|Our Evolutionary Inheritance|
To understand the origin
of the theory of intelligent design, we must go back to 1802 and English
theologian William Paley's famous analogy of the watchmaker. In Paley's words,
if you are walking along a beach and you find a watch in the sand, you immediately
infer that the watch is the product not of a natural process, but rather of the
skill and expertise of a watchmaker.
Until 1859, this argument had the
majority of people convinced that nature in all its complexity must indeed have
been created by some kind of a god. But that year, Darwin published The Origin
of Species. This book brought together so many observations supporting the
principle of natural selection as the main engine of evolution that it persuaded
the scientific community.
| || |
|CREATIONIST ATTACKS ON EVOLUTION||
is the most recent and sophisticated form of creationism.
adherents of intelligent design don't believe in an Earth that is only 10 000
years old, nor in the other literal interpretations of the Bible. But they do
assert that science should be open to certain supernatural explanations for the
existence of life, and they would like to see this option taught in the schools.|
One of the main arguments offered in favour of
intelligent design is that of “irreducible complexity”. Something
is said to be irreducibly complex when the slightest component cannot be removed
from it without its immediately ceasing to function.
|The mousetrap is an oft-cited example
of an irreducibly complex object. If you take away even the tiniest part of a
mousetrap, it stops working. This irreducible complexity of the mousetrap is taken
as proof that it is the product of an intelligent design, that of the engineer
who drew up the plans for it. || |
In contrast, living organisms that are the product
of evolution were formed without any pre-established plan, from the “primordial
molecular soup", through nothing more than the interaction of chance
with the various elementary forces of physics.
But the advocates of intelligent
design, such as Michael Behe, refuse to accept this construct of evolution. They
say that a living being, and in particular its cellular machinery, is too complex
to have been manufactured by natural selection. In fact, they consider it a case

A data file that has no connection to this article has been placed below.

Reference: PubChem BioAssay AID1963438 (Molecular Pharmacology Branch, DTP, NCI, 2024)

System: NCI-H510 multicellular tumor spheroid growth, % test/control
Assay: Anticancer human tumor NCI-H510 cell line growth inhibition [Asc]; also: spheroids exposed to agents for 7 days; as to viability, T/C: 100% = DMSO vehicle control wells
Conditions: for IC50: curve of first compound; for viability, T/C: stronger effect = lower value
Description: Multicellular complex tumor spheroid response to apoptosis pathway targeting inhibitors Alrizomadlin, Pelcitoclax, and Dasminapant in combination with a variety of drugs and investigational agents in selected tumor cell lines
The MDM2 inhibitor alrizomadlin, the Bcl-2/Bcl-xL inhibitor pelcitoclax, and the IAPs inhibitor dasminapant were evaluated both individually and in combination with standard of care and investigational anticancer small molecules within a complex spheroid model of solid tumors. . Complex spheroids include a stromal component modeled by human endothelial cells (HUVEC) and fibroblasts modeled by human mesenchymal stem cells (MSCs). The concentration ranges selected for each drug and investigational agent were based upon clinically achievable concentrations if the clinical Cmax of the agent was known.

of irreducible complexity and hence believe that we must admit the existence of
an “"intelligent designer"”somewhere who designed this living
Like conventional creationists, however, the advocates of
intelligent design seem either not to know or deliberately to ignore certain basic
facts of biology, in particular the high degree of redundancy among the genes
involved in identical or similar functions. Far from being an example of waste,
this redundancy allows mutations to create genetic variability without compromising
the overall functioning of the organism. Moreover, many studies have shown how
some proteins that originally evolved to perform one function can undergo “exaptations”
that enable them to fulfil another.
These observations alone cast serious
doubt on the supposed irreducible complexity of life. Modifying or removing one
element from the structure of life, far from making it collapse, instead produces
the diversity that can potentially enable it to grow still more complex.
fact that there are many molecular mechanisms that we do not understand and cannot
yet explain by an evolutionary process in no way invalidates the theory of evolution.
It may highlight the limitations of our current knowledge, but it certainly does
not constitute a proof of irreducible complexity or, as a corollary, an omniscient
The human eye is a complex structure
if there ever was one. Believers in intelligent design often cite it as an example
of an irreducibly complex organ. But biologists are now familiar with several
examples of intermediate forms of the eye, and also have much evidence
that this special structure has evolved independently several times since
life began. For example, the eye of an octopus shows much similarity to the human
eye, even though the octopus comes from a completely different genetic line and
its eye has much more limited capabilities. Thus, in response to the classic creationist
taunt, “"What good is half an eye?, the best comeback is... It's better
than no eye at all".